On Labor Day weekend 2014, spur of the moment, I decided to check something big off my life goal list: Niagara Falls. I’m thankful to have visited some beautiful places all over the world, but I’m far behind where I should be when it comes to my own backyard. So I grabbed my buddy Andrew—who is always up for some spontaneous adventure—and drove up from Washington, D.C., to see what there was to see. Our time was very limited: we had only about five hours on the ground to fit in what we could. It was well worth the effort.
Crossing the border. We chose to stay on the Canadian side of the falls simply because I’d heard the views from there were more spectacular. The US-Canada border is the longest undefended border in the world—5,525 miles (8,891 km)—and it’s relatively easy for citizens of the two countries to go back and forth. For many years, a driver’s license sufficed as identification. However, since 2007, a passport, passport card, or enhanced driver’s license has been required. The drive across the Rainbow Bridge, connecting the United States and Canada at Niagara Falls, was quick and easy. You can check wait times on the website of the Canada Border Services Agency.
Lodging. Downtown Niagara Falls offers several hotel options very close to the falls and all the city’s other attractions. Since we had a car, we chose to stay a few minutes away from the crowds at the Hilton Garden Inn Niagara-on-the-Lake. (Here’s my review.) I used a free one-night reward from Hotels.com (sign up, if you haven’t already!). We were pleased with the accommodations and would recommend it for anyone with a car.
Evening in Town. We got into the city around 6 p.m. Traffic was ridiculously heavy. We found parking for the evening for $20 on one of the side streets just a few blocks’ walk from the tourist district, which centers around Clifton Hill. To be perfectly honest, I was immediately turned off by the area, which I describe as a mix of Times Square, Disneyland, and Vegas. The streets glow with neon signs for every possible theme restaurant, wax museum, and other gaudy attraction. If you’re looking for an Elvis impersonator, a glitzy arcade, or a casino, you’ve found the place. Add to that crowds so thick you couldn’t walk together without stepping out into the street and you get a mix I’d rather avoid. But all that was overcome by the views as we descended the hill. The falls are incredible. First to come into sight were American Falls and Bridal Veil Falls. Spectacular!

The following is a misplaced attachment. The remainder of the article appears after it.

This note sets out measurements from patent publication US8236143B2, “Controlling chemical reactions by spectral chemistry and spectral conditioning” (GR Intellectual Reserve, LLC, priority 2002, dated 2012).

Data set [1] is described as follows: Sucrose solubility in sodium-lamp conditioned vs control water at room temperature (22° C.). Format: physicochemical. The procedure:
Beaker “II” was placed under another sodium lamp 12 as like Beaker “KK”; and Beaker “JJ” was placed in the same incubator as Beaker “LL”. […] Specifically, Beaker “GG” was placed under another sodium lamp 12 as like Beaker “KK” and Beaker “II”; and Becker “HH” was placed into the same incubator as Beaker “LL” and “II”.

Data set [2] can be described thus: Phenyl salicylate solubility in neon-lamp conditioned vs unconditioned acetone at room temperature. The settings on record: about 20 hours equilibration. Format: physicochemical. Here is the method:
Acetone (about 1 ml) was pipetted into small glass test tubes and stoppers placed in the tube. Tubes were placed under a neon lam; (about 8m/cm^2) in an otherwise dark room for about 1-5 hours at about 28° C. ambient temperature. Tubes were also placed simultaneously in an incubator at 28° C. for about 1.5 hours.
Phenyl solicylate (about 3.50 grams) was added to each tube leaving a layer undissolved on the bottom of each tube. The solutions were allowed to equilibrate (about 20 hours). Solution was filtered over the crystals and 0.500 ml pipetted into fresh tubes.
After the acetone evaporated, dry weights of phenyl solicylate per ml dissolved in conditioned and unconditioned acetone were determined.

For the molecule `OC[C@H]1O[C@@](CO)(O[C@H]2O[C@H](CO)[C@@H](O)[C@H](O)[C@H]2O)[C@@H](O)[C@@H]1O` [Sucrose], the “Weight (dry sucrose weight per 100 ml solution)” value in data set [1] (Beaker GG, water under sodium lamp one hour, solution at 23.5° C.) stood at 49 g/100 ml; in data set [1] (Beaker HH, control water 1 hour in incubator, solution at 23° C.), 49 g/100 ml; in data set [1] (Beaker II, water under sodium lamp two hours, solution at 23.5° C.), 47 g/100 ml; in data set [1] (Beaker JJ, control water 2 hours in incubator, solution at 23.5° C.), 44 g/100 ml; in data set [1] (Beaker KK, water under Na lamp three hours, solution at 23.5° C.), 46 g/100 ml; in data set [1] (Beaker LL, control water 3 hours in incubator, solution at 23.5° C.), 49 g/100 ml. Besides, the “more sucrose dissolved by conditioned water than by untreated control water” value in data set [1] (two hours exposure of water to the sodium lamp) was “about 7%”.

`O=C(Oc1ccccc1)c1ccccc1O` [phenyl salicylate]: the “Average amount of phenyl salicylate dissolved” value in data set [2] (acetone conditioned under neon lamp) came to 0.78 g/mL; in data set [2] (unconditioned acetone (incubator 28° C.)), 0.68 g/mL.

We turned right at the bottom of the hill and followed the boardwalk all the way down to Horseshoe Falls, the largest of the three. Every few steps we stopped for a photo. We tried to imagine what it would have been like to stumble across these falls back in the day—to emerge from the forest, hear the roar of the waters, and come across this wonder. Although these falls aren’t as high as other famous cascades, they are very wide. And powerful. As you approach Horseshoe Falls, the mist carries up the gorge and covers all the passersby. (It felt great on a warm summer afternoon, but I think you might want to be bundled up a bit in late fall or winter.) On the way back, to avoid the throngs along the boardwalk, we walked through beautiful Queen Victoria Park, which is right across the street. The city has done a great job with its parks.
Hunger was setting in, so we headed back up Clifton Hill and then took the second left onto Victoria Avenue, passing the Niagara SkyWheel, and found Smoke’s Poutinerie on our right. I’d never tried poutine, a uniquely Canadian (Quebecois) dish made with french fries and cheese curds. Sounds good, eh? Smoke’s is a chain of poutineries (poutine restaurants) that apparently is spreading quickly. The girl behind the counter recommended their bestseller, the bacon cheeseburger poutine, and we ordered two regular-size boxes. The “wow” size looked like more than we could handle. Smoke’s Niagara Falls (read my review) only has a few seats, so we took our boxes and found a place to sit outside and people watch. Later that evening, after our cruise (see below), we found Oakes Garden Theatre, which is a beautiful garden/park at the foot of Clifton Hill, and wished we’d eaten on one of the benches there with a view of the falls. Stop at Oakes Garden Theatre if you visit Niagara Falls, Ontario. The crowds magically disappear and peace descends when you enter the garden. (Read my review of the park.)
Boat Cruise. Before leaving DC, I went online (www.niagaracruises.com) and booked the 9:30 p.m. Falls Fireworks Cruise with Hornblower Niagara Cruises. It’s pricey at $35 per person, but the experience was worth it. The boarding process was simple, Hornblower provides all its guests with free rain ponchos, and the views were unbelievable. For those who drank, there were drink tickets available for purchase before boarding to save everyone time. Although the cruise lasts only about 30 minutes, you’re probably on the water for about an hour total, feeling the power and mist of the falls, seeing the huge spotlights illuminate the water, and watching the fireworks high up in the sky. People of lots of different nationalities were aboard, but the “oohs” and “ahhs” were universal. Read my review of the cruise.
Bottom line: We loved the falls. I had a bad impression of the city, but would like to try it at a different time of year. I’d also love to see what the New York side has to offer. Next time! Please leave me a comment and let me know your thoughts.